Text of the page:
Heading to Horseshoe Bend?

For the first time, it’s going to cost you

I can remember a time when I could walk to the canyon rim at Horseshoe Bend with no one else on the trail. Parking wasn’t more than a dirt strip on the side of the highway. For the past five or six years I’ve watched the number of visitors grow exponentially to the point that the trail resembles an ant hill. The parking lot has been expanded several times, restrooms added, and a new observation deck with railing and ADA trail have been recently constructed.

Undoubtedly, much of this rapid growth can be attributed to the proliferation of social media in the recent years. Many of the visitors I see at Horseshoe Bend and other popular viewpoints are taking selfies with their backs facing the rim, often within feet and even inches from extreme drops! What?! Even experienced rock climbers know better.

It’s a shame that these amazing natural wonders are resembling Disneyland. I don’t blame people for wanting to see these sites, they belong to us all, but I’ve noticed a growing amount of disrespect and lack of common sense behavior. It’s no wonder we’re seeing changes occurring at popular tourist attractions like what’s happening at Horseshoe Bend. As a tour guide the parks expect me to be an ambassador to educate and remind visitors of the rules and encourage responsible behavior. I believe the responsibility belongs to us all otherwise we will see the parks limit access and add new layers of regulations to protect these sites, which is not what they want to do. They would prefer to accommodate rather than limit the number of people wishing to see these sites, but unless we all work together in taking care of these sites I’m afraid the time will come when reservations will be required. This may become a reality close to home.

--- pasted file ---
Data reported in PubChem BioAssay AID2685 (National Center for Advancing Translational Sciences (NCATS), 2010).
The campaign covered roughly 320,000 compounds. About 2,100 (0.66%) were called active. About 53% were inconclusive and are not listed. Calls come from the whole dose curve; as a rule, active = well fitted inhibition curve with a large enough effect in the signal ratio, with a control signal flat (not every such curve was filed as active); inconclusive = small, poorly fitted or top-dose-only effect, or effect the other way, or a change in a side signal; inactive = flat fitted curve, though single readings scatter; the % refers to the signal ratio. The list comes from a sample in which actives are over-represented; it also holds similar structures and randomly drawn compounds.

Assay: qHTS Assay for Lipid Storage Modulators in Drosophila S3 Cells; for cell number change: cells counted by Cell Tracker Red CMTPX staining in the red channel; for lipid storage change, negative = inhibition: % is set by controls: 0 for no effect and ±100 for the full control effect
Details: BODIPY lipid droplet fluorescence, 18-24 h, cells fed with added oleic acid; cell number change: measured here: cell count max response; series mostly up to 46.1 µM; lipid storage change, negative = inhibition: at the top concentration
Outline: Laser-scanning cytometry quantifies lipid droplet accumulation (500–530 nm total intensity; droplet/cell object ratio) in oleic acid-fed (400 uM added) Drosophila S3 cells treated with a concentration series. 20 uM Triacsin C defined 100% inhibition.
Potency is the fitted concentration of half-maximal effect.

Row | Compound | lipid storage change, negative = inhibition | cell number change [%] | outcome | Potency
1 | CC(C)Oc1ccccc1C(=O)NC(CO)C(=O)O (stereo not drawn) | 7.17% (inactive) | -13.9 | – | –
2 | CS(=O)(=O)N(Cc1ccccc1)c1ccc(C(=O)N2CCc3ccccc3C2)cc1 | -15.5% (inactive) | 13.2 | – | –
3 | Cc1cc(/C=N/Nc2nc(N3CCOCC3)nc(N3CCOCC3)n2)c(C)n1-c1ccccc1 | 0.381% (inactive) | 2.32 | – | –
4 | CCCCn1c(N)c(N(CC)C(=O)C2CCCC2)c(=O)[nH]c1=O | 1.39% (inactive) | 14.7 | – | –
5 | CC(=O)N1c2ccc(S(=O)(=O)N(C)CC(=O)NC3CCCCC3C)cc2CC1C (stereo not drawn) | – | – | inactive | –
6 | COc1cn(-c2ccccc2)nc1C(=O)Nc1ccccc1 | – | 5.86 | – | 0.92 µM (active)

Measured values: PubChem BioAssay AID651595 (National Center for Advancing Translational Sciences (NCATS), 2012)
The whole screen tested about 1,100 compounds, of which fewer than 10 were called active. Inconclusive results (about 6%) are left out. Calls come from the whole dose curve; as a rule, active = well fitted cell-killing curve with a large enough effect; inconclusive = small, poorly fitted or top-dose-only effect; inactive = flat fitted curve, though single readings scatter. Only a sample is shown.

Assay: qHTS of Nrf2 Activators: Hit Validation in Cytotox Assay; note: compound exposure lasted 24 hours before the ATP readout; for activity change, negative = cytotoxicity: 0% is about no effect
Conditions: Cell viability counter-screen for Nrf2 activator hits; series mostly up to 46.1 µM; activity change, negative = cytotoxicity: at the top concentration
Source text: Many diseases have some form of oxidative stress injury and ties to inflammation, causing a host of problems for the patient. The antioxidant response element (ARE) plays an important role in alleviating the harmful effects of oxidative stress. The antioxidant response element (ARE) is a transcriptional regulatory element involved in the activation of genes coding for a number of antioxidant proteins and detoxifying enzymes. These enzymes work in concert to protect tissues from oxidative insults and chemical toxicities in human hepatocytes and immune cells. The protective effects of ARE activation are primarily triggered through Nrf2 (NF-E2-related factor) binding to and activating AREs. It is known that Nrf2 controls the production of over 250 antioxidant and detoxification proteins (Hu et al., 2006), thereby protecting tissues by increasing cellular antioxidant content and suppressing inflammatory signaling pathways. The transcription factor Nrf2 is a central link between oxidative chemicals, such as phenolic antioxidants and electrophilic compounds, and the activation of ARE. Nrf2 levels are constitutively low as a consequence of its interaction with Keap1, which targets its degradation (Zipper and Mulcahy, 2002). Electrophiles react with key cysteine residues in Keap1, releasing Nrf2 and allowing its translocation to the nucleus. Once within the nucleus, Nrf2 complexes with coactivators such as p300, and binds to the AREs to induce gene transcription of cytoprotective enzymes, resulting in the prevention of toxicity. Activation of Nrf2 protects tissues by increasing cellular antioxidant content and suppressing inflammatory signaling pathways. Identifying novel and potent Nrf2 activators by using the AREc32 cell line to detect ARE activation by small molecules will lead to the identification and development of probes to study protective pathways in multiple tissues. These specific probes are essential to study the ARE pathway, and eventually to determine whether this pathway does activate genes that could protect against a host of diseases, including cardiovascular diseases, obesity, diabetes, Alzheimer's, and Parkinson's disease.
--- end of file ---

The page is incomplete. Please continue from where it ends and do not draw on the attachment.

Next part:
Go early if you want to beat the heat and crowds. Find out when first light is and plan you trip as close to that time as possible. However, there will be a shadow on Horseshoe Bend in the early hours. The best light is late morning to mid-afternoon when the sun is more directly overhead. Be flexible If the lot is filled come back later. It may take more than one attempt to get in during the busiest months, which generally run from mid-April through October. This is a very popular attraction for bus groups, you WILL see groups on the trail regularly. (FYI, I don’t lead bus tours) Wear study shoes or boots Even though the park service and city of Page are improving the trail it’s still best to wear comfortable sturdy shoes especially when hiking on the uneven rocks along the rim. I see tourists wearing flip flops, flats and loafers, which make me wonder what they were expecting to see here. Respect the edge! You may not have a fear of heights but you probably don’t know what shape the rock is in underneath your feet or when an unexpected gust of wind will hit, which is a possibility during the Monsoon season July – September. The only thing between you and the bottom is common sense! Many of the tragic accidents we read about can be avoided by keeping a safe distance from the edge. #Respecttheedge